Fresh off the heels of completing the development of the original Mega Man, Keiji Inafune and the rest of the team are given the green light to create a sequel, even though the first entry sold poorly. As I continue my journey into the series I’ll discover why the sequel made Mega Man a household name. Before writing this column, I had no prior experience with Mega Man 2, but I’ve always heard that this is the quintessential point in the series. Maybe it is, but I want to see if the development team learned from the mistakes of the original and if Mega Man 2 is truly one of the best games in the series.
Now, my experience with the first Mega Man was far from spectacular. I found it to be a mediocre experience and it definitely wasn’t memorable enough to catapult it to classic status. When I look back at it all, the only things that I can remember are its slippery controls, questionable gameplay mechanics, and its bland art design; so my hopes for a better experience with Mega Man 2 were pretty high. I hate to sound cliche, but seeing Mega Man standing atop of that skyrise in the intro instantly felt like a breath of fresh air and it filled me with joy.
The majority of the original team completed Mega Man 2 in their spare time between projects, but they inserted a healthy dose of tender love and care into its development. Right from the beginning I quickly noticed that the art design received a huge upgrade. Mega Man might have looked the same, but the environment, user interface, and enemy designs were vastly improved. Simple changes turned out to be some of the best additions to the series. For example, the robot master selection screen was dull in the original, but the inclusion of the character portraits instead of the sprites was an excellent touch. It added a sense of exhilaration to the adventure, especially with the portraits where the robot masters glared back at the player. It built the hype for the adventure in the most straightforward way possible.
Another thing that I greatly appreciated was the improved level design. With Mega Man, I found myself in plenty of strenuous situations that left me livid. I dealt with dodging fire while navigating over lengthy open pits, difficult platforming sections that required precise timing, and sections where you had to involuntarily take damage. Now if you read my previous entry in this series, you’ll know that the last example is one that I loathed. In short, during Fire Man’s stage, there is a segment where the player has to take damage multiple times to advance to the next section. The only way to bypass this part without damage is to have pin-point accuracy to pass the stream of fire or by using the Magnet Beam weapon. A lot of these inconveniences were fixed in Mega Man 2 and I was provided with a ton of stages that were filled with both excitement and frustration, but in the end, I was always having fun. Although, there was a point in Mega Man 2 that returned to the negative roots of the original that brought this fun to an instant halt.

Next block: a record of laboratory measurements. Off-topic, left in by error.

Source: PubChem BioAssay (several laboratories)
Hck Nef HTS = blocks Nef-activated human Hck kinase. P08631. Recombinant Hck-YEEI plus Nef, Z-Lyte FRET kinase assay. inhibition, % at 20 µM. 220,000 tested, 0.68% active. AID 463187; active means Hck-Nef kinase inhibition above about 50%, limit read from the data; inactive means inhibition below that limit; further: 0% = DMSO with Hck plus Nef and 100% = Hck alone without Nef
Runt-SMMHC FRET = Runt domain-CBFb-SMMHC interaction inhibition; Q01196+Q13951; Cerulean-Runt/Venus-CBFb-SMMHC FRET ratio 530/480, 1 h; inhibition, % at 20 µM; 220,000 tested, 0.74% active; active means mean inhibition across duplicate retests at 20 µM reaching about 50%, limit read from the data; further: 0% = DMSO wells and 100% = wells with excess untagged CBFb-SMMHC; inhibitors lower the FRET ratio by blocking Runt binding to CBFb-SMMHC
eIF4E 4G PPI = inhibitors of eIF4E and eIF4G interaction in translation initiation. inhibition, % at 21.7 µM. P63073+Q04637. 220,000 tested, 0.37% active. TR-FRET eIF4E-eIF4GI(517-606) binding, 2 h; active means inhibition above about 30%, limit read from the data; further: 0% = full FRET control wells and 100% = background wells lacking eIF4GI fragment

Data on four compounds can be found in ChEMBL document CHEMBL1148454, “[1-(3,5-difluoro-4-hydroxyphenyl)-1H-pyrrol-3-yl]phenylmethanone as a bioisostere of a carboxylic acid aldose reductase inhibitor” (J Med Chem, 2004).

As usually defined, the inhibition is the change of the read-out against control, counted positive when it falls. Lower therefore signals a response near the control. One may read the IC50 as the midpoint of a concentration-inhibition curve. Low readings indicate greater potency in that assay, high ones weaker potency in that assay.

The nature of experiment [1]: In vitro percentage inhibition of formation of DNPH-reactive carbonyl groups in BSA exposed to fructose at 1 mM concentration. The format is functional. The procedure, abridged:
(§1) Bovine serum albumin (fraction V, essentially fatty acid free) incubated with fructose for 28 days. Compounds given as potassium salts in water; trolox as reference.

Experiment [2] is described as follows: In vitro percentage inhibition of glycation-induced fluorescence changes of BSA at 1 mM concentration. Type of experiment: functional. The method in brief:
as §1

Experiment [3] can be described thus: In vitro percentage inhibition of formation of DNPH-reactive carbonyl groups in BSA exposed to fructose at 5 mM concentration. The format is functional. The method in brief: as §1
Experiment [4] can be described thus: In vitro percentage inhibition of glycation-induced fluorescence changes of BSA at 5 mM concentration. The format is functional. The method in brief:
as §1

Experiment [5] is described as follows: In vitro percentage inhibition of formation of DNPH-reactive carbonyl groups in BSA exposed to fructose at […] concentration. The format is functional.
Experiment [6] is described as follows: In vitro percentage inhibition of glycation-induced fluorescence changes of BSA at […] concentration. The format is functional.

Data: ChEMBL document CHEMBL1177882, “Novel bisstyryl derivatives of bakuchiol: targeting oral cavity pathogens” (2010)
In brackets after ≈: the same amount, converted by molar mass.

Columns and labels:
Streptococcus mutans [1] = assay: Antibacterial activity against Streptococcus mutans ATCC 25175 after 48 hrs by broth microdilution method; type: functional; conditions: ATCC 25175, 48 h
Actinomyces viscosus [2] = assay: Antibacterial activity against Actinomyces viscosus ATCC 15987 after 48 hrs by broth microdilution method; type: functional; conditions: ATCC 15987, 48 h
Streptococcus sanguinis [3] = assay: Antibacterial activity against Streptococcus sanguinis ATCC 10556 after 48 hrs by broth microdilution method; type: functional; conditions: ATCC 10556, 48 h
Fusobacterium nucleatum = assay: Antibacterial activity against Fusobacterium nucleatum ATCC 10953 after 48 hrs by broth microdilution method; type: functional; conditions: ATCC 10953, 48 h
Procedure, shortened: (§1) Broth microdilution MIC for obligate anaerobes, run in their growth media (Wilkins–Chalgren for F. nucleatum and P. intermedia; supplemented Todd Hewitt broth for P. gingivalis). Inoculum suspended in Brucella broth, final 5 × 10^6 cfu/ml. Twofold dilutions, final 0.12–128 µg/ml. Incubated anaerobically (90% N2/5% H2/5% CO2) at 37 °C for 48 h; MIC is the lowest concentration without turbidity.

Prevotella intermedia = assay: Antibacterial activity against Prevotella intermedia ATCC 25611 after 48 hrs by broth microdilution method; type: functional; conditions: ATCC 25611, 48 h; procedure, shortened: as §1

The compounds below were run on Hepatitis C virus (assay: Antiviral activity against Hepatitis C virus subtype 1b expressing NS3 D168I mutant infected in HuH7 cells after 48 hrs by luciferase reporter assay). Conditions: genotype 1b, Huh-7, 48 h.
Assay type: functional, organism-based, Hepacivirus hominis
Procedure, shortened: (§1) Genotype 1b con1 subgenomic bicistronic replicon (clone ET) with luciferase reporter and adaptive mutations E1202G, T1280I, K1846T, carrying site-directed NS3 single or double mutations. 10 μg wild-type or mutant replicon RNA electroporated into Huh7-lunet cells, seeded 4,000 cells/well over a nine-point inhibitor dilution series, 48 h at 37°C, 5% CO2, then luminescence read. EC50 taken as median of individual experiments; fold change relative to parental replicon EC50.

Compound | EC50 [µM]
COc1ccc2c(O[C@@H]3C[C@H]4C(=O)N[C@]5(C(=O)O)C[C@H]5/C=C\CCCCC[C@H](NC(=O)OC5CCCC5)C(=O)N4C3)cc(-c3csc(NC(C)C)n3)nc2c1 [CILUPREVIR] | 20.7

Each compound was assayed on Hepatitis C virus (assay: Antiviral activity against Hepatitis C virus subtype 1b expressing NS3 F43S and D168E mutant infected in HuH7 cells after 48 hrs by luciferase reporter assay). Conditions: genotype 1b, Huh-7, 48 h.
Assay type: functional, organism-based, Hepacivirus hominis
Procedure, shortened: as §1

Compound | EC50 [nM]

While playing Mega Man 2, I texted my good friend Chris about how I was enjoying the game compared to the original. Then he texted me back saying, “I can’t wait for you to get to the Wily boss that I can not stand.” I honestly thought it was the dragon, which was a piece of cake, but I instantly knew which boss he was referring to as soon as I entered the section. Dr. Wily’s fortress boss for level four isn’t really a boss, it’s more of a trap room built to enrage the player. You’re in a small room with wall-mounted guns that all simultaneously shoot projectiles at you and you must defeat each one before they kill you. Not only that, but you have to use the Crash Bomber to destroy the guns and pass through certain walls to reach them. You have to approach this section with a solid plan on preserving your optional weapon energy and destroying all the guns. This was the only section of the game that truly infuriated me and had me drawing up various solutions on how to solve the problem.
In the end, Mega Man 2 provided me with a better experience in comparison to the original. I thoroughly enjoyed the intense platforming levels, tighter controls, the stellar soundtrack, and, of course, the Metal Blade. I am in no way surprised that this game launched Mega Man into stardom. The game is without its faults, but it shows how a team should learn from their mistakes truly and how a sequel should be made. At this point, I can only wonder how Mega Man 2 will hold up to my personal favorite in the series, Mega Man 3. It has been an interesting experience to complete these games before the entry that I began with when I was younger. So I can not wait to venture into a game that I am familiar with and see how far the next game pushes the series ahead.